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Common Era
Common Era or Current Era (CE) is one of the notation systems for the world's most widely used calendar era. BCE (Before the Common Era or Before the Current Era) is the era before CE. BCE and CE are alternatives to the Dionysian BC and AD system respectively. The Dionysian era distinguishes eras using AD (anno Domini, "[the] year of [the] Lord") and BC ("before Christ"). Since the two notation systems are numerically equivalent, "2019 CE" corresponds to "AD 2019" and "400 BCE" corresponds to "400 BC". Both notations refer to the Gregorian calendar (and its predecessor, the Julian calendar). The year-numbering system used by the Gregorian calendar is used throughout the world today, and is an international standard for civil calendars.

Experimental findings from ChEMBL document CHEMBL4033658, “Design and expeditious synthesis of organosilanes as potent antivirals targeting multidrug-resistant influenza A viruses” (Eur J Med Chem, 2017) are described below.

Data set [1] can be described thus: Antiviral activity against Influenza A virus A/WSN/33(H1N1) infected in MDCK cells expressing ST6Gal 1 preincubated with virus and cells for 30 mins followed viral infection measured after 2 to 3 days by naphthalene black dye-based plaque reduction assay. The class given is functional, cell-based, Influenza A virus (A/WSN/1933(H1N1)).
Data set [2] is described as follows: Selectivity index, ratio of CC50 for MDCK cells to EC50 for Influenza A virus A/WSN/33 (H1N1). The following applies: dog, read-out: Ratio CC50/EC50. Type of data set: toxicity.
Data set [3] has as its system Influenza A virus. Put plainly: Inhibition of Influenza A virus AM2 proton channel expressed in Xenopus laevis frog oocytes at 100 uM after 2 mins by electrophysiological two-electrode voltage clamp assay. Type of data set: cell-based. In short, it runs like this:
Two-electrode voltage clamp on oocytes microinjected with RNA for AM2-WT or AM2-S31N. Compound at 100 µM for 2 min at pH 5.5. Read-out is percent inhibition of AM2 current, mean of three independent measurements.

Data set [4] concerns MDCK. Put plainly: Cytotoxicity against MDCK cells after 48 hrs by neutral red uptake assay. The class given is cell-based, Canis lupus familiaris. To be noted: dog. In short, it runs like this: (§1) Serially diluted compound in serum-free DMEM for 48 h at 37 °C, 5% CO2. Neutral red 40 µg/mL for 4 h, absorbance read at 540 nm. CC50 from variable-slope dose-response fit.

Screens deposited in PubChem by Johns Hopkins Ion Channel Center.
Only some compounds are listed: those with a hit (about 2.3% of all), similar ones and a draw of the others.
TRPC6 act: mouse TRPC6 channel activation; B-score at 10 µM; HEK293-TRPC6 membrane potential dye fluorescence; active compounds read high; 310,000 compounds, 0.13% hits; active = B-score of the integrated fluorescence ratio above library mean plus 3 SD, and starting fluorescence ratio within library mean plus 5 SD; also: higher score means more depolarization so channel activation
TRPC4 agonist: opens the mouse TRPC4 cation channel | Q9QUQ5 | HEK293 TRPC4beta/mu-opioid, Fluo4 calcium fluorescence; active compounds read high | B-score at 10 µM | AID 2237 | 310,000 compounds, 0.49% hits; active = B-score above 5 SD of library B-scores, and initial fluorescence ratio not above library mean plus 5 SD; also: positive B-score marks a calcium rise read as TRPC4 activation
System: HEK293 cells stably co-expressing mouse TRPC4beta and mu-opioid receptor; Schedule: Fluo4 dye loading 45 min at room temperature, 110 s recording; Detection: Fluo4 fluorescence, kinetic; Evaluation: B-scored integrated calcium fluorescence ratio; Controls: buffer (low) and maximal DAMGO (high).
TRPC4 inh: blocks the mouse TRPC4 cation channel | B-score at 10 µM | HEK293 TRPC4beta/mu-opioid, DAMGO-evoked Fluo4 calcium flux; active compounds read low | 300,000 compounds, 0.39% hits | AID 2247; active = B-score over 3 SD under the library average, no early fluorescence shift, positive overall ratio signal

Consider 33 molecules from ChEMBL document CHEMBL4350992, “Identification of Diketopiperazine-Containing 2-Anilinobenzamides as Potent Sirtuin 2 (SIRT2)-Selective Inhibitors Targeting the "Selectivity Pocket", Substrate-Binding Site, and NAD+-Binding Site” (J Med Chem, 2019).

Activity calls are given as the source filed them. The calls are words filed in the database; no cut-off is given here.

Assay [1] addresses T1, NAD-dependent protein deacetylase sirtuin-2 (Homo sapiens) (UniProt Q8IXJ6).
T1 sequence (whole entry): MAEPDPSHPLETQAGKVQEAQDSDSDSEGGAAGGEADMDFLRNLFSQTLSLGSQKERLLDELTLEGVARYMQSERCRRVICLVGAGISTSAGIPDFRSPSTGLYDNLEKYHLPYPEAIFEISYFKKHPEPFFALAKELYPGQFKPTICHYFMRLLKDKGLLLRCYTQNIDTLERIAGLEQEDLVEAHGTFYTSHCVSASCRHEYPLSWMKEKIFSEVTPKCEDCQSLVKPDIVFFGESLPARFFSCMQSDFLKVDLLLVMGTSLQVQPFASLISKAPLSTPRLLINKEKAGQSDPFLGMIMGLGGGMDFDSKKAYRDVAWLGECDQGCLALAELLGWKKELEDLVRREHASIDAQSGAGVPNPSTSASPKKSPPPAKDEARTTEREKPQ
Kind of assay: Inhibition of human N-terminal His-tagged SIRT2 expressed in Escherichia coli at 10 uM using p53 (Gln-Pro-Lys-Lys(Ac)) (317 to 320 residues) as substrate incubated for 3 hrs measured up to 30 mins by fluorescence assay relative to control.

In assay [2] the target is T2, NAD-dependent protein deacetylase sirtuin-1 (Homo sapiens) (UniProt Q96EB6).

The expression has been traced back to 1615, when it first appeared in a book by Johannes Kepler as the Latin usage annus aerae nostrae vulgaris, and to 1635 in English as "Vulgar Era". The term "Common Era" can be found in English as early as 1708, and became more widely used in the mid-19th century by Jewish religious scholars. In the later 20th century, the use of CE and BCE was popularized in academic and scientific publications as a culturally neutral term. It is also used by some authors and publishers who wish to emphasize sensitivity to non-Christians, by not explicitly referencing Jesus as "Christ" and Dominus ("Lord") through use of the abbreviation "AD".

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